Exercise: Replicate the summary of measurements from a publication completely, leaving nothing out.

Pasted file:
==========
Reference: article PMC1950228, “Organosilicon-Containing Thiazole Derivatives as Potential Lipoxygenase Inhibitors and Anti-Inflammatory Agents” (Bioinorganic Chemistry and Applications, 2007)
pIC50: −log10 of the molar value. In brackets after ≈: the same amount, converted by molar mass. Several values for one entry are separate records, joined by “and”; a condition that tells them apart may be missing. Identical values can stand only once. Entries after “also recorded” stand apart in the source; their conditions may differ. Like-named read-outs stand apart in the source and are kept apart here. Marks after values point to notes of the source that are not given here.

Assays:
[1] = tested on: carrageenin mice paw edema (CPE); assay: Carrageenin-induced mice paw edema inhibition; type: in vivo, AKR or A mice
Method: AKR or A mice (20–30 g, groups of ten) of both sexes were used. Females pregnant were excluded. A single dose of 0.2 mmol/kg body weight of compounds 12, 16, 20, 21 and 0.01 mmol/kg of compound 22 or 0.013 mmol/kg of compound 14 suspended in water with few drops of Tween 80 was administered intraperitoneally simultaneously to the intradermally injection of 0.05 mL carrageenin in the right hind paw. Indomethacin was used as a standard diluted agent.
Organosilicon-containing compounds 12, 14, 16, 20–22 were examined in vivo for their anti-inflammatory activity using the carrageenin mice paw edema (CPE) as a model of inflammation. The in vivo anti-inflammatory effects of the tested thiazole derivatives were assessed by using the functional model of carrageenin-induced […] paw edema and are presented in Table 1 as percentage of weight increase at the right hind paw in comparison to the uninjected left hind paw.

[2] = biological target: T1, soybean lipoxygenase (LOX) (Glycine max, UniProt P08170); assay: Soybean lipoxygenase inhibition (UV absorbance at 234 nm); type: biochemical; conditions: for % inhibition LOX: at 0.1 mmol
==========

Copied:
Reference: article PMC1950228, “Organosilicon-Containing Thiazole Derivatives as Potential Lipoxygenase Inhibitors and Anti-Inflammatory Agents” (Bioinorganic Chemistry and Applications, 2007)
pIC50: −log10 of the molar value. In brackets after ≈: the same amount, converted by molar mass. Several values for one entry are separate records, joined by “and”; a condition that tells them apart may be missing. Identical values can stand only once. Entries after “also recorded” stand apart in the source; their conditions may differ. Like-named read-outs stand apart in the source and are kept apart here. Marks after values point to notes of the source that are not given here.

Assays:
[1] = tested on: carrageenin mice paw edema (CPE); assay: Carrageenin-induced mice paw edema inhibition; type: in vivo, AKR or A mice
Method: AKR or A mice (20–30 g, groups of ten) of both sexes were used. Females pregnant were excluded. A single dose of 0.2 mmol/kg body weight of compounds 12, 16, 20, 21 and 0.01 mmol/kg of compound 22 or 0.013 mmol/kg of compound 14 suspended in water with few drops of Tween 80 was administered intraperitoneally simultaneously to the intradermally injection of 0.05 mL carrageenin in the right hind paw. Indomethacin was used as a standard diluted agent.
Organosilicon-containing compounds 12, 14, 16, 20–22 were examined in vivo for their anti-inflammatory activity using the carrageenin mice paw edema (CPE) as a model of inflammation. The in vivo anti-inflammatory effects of the tested thiazole derivatives were assessed by using the functional model of carrageenin-induced […] paw edema and are presented in Table 1 as percentage of weight increase at the right hind paw in comparison to the uninjected left hind paw.

[2] = biological target: T1, soybean lipoxygenase (LOX) (Glycine max, UniProt P08170); assay: Soybean lipoxygenase inhibition (UV absorbance at 234 nm); type: biochemical; conditions: for % inhibition LOX: at 0.1 mmol